A Minneapolis police officer fatally shot an Australian woman on Saturday night after she approached the officer’s cruiser while wearing her pajamas, according to local news report.
Australian media confirmed Sunday that Justine Ruszczyk, 40, was killed in an officer-involved shooting over the weekend. It appears Ruszczyk most frequently went by the name Justine Damond, even though she was not yet legally married. Don Damond was engaged to be married to the victim, according to the Minneapolis Star Tribune.
U.S. and Australian authorities have not publicly identified the victim and few details were immediately provided about the incident. The Hennepin County Medical Examiner told HuffPost that the agency could confirm the death of a Justine Ruszczyk, but could not release the cause of her death.
Australia’s Department of Foreign Affairs and Trade confirmed that a citizen of the country had been killed, but declined to identify her until her family had been notified, according to a statement obtained by HuffPost Australia. The agency said it would be providing consular assistance to her family.
Don Damond confirmed the victim’s identity to Minnesota Public Radio.
Zach Damond, who identified himself as the woman’s future stepson, said in a video posted to Facebook that she was killed after calling 911 to report a sound in the alley behind her home.
When police responded to the call sometime after 11 p.m., Justine Damond, who was wearing her pajamas, went outside to talk to the officers and approached the driver’s side window. The officer in the passenger seat then pulled out his gun and shot through the driver’s side door, striking Damond, sources familiar with the incident told the Star Tribune. No weapon was found at the scene.
“Basically my mom’s dead because a police officer shot her for reasons I don’t know,” Zach Damond said in a video posted to the Facebook page for Women’s March Minnesota. “I demand answers. If anybody can help, just call police and demand answers. I’m so done with all this violence.”
Posted by Women’s March Minnesota on Sunday, July 16, 2017
Minneapolis police faced intense pressure on Sunday after authorities admitted there was no footage of the incident.
The state’s Bureau of Criminal Apprehension said body cameras worn by the officers involved were “not turned on at the time and the squad camera did not capture the incident.” The agency said it was looking to see if any other video was taken.
Since 2016, Minneapolis has required all officers to wear and activate their body cameras “at all times when they could reasonably anticipate that they may become involved in a situation for which activation is appropriate,” before any contact with a citizen.
Betsy Hodges, the mayor of Minneapolis, said she had “questions about why the bodycams weren’t on,” and was “heartsick and deeply disturbed by what occurred.”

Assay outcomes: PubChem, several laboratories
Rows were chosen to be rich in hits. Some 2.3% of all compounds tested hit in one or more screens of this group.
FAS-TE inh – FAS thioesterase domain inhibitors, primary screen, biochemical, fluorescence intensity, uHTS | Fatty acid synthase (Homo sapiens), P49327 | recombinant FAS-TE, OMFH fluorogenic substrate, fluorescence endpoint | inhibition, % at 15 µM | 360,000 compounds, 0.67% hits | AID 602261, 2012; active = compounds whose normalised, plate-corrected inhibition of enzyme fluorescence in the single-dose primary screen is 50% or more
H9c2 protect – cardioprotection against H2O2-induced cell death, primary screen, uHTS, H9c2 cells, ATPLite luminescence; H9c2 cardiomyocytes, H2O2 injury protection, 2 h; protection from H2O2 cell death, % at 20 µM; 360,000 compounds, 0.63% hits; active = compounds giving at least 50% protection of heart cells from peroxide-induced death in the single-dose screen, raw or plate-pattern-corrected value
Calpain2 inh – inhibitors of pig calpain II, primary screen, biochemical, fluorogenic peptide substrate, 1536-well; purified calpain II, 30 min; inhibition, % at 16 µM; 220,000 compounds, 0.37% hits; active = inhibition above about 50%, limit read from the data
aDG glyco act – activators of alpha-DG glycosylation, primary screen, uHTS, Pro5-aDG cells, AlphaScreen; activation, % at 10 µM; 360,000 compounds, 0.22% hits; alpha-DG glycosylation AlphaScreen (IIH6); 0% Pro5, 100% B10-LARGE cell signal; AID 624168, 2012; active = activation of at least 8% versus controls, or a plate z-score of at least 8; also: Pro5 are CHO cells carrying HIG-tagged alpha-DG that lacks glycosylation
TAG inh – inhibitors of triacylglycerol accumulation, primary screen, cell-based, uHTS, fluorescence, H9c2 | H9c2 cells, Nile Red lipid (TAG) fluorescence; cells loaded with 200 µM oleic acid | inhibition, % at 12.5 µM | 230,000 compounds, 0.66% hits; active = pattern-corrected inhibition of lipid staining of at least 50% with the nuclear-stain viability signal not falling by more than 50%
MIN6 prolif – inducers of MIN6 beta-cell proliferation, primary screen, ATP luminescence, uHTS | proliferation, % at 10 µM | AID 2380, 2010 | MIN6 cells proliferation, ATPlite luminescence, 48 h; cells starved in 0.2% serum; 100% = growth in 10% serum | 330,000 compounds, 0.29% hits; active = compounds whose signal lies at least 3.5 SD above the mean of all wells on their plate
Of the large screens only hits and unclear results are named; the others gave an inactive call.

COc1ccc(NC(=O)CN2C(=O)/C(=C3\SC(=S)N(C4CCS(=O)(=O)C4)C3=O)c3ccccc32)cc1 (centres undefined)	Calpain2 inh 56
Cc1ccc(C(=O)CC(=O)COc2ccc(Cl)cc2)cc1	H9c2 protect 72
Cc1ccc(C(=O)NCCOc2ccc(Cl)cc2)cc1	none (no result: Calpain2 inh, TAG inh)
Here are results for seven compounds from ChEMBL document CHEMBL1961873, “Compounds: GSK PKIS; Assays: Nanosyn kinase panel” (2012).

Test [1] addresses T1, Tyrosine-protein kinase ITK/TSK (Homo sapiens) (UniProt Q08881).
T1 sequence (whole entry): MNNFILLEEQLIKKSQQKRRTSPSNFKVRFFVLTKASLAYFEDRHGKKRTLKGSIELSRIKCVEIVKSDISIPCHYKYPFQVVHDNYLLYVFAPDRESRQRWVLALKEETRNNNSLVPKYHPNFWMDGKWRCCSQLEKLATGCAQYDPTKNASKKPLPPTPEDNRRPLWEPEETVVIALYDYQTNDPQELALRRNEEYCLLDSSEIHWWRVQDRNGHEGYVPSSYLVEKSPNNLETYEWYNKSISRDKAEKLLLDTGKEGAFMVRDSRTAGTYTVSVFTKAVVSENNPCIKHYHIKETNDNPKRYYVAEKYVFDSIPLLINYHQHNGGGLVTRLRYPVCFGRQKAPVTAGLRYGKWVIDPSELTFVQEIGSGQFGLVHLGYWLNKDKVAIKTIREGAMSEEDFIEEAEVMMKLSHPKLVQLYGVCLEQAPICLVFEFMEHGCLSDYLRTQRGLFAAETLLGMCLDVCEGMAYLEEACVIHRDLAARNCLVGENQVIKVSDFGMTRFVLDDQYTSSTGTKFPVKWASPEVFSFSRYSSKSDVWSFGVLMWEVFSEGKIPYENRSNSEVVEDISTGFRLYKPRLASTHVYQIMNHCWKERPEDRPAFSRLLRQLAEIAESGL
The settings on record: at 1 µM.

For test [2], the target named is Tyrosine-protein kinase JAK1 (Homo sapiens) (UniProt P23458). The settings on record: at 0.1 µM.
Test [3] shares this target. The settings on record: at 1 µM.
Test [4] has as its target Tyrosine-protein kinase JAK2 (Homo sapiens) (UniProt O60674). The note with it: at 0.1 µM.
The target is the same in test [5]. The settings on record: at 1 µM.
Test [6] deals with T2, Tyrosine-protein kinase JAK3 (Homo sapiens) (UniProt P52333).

“There are still many questions about what took place, and while the investigation is still in its early stages, I am asking the BCA to release as much information, as quickly as they are able to,” Hodges said in a statement. “My thoughts are now with everyone affected by this tragic incident, especially the deceased woman and her family.”
Both of the police officers involved in the shooting are on paid administrative leave, the Star Tribune reports.
Vigils took place on Sunday around the home of the victim, at times drawing upwards of 200 people, journalists at the scene reported. Neighbors gathered outside Justine Damond’s house told local news outlets they were “shocked” by the event, with some linking the incident to other officer-involved shooting in Minnesota in recent years.
The Minneapolis-St. Paul metropolitan area was rocked by another police shooting last year, when an officer fatally shot Philando Castile in the suburb of St. Anthony, just miles from the scene of Saturday night’s incident. The officer faced charges in the death of Castile, who was black, but was acquitted last month. He has since left the St. Anthony police department.
Members of the Minneapolis NAACP spoke at the vigil Sunday, telling attendees that Damond’s death was a reminder that police violence is an issue that can affect any community, regardless of race or socioeconomic class.
“It’s time for us to have empathy for one another; it’s time for us to recognize we are the human race and it shouldn’t have to be in our own backyard for us to pay attention,” said Leslie Redmond, second vice president of the Minneapolis NAACP. “I’m not a 40-year-old white woman. However, I am a daughter ― I could only imagine how I would feel if this was my mother. I recognize her humanity.”